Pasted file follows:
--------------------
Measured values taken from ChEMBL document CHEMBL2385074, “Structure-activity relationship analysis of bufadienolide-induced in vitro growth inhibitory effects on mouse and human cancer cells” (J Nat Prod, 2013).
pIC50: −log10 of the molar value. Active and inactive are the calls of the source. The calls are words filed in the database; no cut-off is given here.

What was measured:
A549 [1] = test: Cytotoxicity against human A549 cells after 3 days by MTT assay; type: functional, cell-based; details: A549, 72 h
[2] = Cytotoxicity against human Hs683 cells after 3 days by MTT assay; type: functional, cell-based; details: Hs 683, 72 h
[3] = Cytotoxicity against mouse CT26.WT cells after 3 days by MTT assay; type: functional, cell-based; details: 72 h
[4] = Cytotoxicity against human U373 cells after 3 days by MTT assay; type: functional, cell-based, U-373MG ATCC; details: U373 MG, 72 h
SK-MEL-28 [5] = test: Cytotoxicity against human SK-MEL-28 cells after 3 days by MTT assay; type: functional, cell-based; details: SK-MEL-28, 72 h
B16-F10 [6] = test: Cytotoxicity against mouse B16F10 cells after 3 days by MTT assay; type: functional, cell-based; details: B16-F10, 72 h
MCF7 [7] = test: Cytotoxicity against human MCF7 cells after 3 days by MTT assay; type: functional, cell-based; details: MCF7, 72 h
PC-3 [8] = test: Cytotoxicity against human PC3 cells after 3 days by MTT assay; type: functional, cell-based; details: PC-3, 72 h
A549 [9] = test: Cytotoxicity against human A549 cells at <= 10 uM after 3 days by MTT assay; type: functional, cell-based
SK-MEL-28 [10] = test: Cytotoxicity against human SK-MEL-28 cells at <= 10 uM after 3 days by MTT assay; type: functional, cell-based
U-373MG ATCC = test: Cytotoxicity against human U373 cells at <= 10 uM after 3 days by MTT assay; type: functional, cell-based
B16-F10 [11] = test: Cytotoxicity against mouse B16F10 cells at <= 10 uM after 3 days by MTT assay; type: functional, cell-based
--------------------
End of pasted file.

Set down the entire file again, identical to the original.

Measured values taken from ChEMBL document CHEMBL2385074, “Structure-activity relationship analysis of bufadienolide-induced in vitro growth inhibitory effects on mouse and human cancer cells” (J Nat Prod, 2013).
pIC50: −log10 of the molar value. Active and inactive are the calls of the source. The calls are words filed in the database; no cut-off is given here.

What was measured:
A549 [1] = test: Cytotoxicity against human A549 cells after 3 days by MTT assay; type: functional, cell-based; details: A549, 72 h
[2] = Cytotoxicity against human Hs683 cells after 3 days by MTT assay; type: functional, cell-based; details: Hs 683, 72 h
[3] = Cytotoxicity against mouse CT26.WT cells after 3 days by MTT assay; type: functional, cell-based; details: 72 h
[4] = Cytotoxicity against human U373 cells after 3 days by MTT assay; type: functional, cell-based, U-373MG ATCC; details: U373 MG, 72 h
SK-MEL-28 [5] = test: Cytotoxicity against human SK-MEL-28 cells after 3 days by MTT assay; type: functional, cell-based; details: SK-MEL-28, 72 h
B16-F10 [6] = test: Cytotoxicity against mouse B16F10 cells after 3 days by MTT assay; type: functional, cell-based; details: B16-F10, 72 h
MCF7 [7] = test: Cytotoxicity against human MCF7 cells after 3 days by MTT assay; type: functional, cell-based; details: MCF7, 72 h
PC-3 [8] = test: Cytotoxicity against human PC3 cells after 3 days by MTT assay; type: functional, cell-based; details: PC-3, 72 h
A549 [9] = test: Cytotoxicity against human A549 cells at <= 10 uM after 3 days by MTT assay; type: functional, cell-based
SK-MEL-28 [10] = test: Cytotoxicity against human SK-MEL-28 cells at <= 10 uM after 3 days by MTT assay; type: functional, cell-based
U-373MG ATCC = test: Cytotoxicity against human U373 cells at <= 10 uM after 3 days by MTT assay; type: functional, cell-based
B16-F10 [11] = test: Cytotoxicity against mouse B16F10 cells at <= 10 uM after 3 days by MTT assay; type: functional, cell-based